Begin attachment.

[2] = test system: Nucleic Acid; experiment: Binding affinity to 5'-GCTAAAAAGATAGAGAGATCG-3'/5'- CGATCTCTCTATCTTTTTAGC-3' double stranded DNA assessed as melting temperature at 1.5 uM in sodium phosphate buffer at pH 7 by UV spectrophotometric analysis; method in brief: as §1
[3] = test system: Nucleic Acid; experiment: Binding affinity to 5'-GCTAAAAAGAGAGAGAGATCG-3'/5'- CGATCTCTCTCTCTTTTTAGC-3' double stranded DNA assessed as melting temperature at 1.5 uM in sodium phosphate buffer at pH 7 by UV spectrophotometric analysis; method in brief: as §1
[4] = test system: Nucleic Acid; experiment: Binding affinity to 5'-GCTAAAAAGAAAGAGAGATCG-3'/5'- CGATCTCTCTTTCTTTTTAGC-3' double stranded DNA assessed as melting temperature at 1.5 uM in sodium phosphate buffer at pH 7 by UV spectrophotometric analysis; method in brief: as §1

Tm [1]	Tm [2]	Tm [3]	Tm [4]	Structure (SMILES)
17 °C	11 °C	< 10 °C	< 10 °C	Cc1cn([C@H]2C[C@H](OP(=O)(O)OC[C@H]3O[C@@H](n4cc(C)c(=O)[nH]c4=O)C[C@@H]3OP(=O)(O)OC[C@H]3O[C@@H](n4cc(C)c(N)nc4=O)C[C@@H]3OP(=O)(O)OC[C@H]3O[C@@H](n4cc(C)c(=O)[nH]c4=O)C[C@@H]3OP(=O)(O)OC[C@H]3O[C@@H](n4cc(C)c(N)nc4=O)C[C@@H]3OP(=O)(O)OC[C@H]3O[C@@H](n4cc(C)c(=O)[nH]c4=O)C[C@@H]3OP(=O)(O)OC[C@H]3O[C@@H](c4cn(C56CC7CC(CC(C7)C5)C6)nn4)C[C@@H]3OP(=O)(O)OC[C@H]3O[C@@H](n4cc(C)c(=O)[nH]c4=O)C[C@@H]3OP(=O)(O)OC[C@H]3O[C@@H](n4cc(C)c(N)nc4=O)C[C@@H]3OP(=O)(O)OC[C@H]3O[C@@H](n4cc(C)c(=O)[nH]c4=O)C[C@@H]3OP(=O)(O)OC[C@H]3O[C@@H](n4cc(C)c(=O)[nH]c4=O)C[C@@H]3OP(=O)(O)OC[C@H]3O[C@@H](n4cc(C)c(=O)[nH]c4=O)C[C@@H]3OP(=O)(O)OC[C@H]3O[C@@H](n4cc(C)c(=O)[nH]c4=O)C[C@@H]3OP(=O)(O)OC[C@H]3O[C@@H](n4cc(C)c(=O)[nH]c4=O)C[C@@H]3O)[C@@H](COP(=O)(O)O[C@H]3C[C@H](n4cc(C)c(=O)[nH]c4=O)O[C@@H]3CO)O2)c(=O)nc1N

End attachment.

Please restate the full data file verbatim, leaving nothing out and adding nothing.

[2] = test system: Nucleic Acid; experiment: Binding affinity to 5'-GCTAAAAAGATAGAGAGATCG-3'/5'- CGATCTCTCTATCTTTTTAGC-3' double stranded DNA assessed as melting temperature at 1.5 uM in sodium phosphate buffer at pH 7 by UV spectrophotometric analysis; method in brief: as §1
[3] = test system: Nucleic Acid; experiment: Binding affinity to 5'-GCTAAAAAGAGAGAGAGATCG-3'/5'- CGATCTCTCTCTCTTTTTAGC-3' double stranded DNA assessed as melting temperature at 1.5 uM in sodium phosphate buffer at pH 7 by UV spectrophotometric analysis; method in brief: as §1
[4] = test system: Nucleic Acid; experiment: Binding affinity to 5'-GCTAAAAAGAAAGAGAGATCG-3'/5'- CGATCTCTCTTTCTTTTTAGC-3' double stranded DNA assessed as melting temperature at 1.5 uM in sodium phosphate buffer at pH 7 by UV spectrophotometric analysis; method in brief: as §1

Tm [1]	Tm [2]	Tm [3]	Tm [4]	Structure (SMILES)
17 °C	11 °C	< 10 °C	< 10 °C	Cc1cn([C@H]2C[C@H](OP(=O)(O)OC[C@H]3O[C@@H](n4cc(C)c(=O)[nH]c4=O)C[C@@H]3OP(=O)(O)OC[C@H]3O[C@@H](n4cc(C)c(N)nc4=O)C[C@@H]3OP(=O)(O)OC[C@H]3O[C@@H](n4cc(C)c(=O)[nH]c4=O)C[C@@H]3OP(=O)(O)OC[C@H]3O[C@@H](n4cc(C)c(N)nc4=O)C[C@@H]3OP(=O)(O)OC[C@H]3O[C@@H](n4cc(C)c(=O)[nH]c4=O)C[C@@H]3OP(=O)(O)OC[C@H]3O[C@@H](c4cn(C56CC7CC(CC(C7)C5)C6)nn4)C[C@@H]3OP(=O)(O)OC[C@H]3O[C@@H](n4cc(C)c(=O)[nH]c4=O)C[C@@H]3OP(=O)(O)OC[C@H]3O[C@@H](n4cc(C)c(N)nc4=O)C[C@@H]3OP(=O)(O)OC[C@H]3O[C@@H](n4cc(C)c(=O)[nH]c4=O)C[C@@H]3OP(=O)(O)OC[C@H]3O[C@@H](n4cc(C)c(=O)[nH]c4=O)C[C@@H]3OP(=O)(O)OC[C@H]3O[C@@H](n4cc(C)c(=O)[nH]c4=O)C[C@@H]3OP(=O)(O)OC[C@H]3O[C@@H](n4cc(C)c(=O)[nH]c4=O)C[C@@H]3OP(=O)(O)OC[C@H]3O[C@@H](n4cc(C)c(=O)[nH]c4=O)C[C@@H]3O)[C@@H](COP(=O)(O)O[C@H]3C[C@H](n4cc(C)c(=O)[nH]c4=O)O[C@@H]3CO)O2)c(=O)nc1N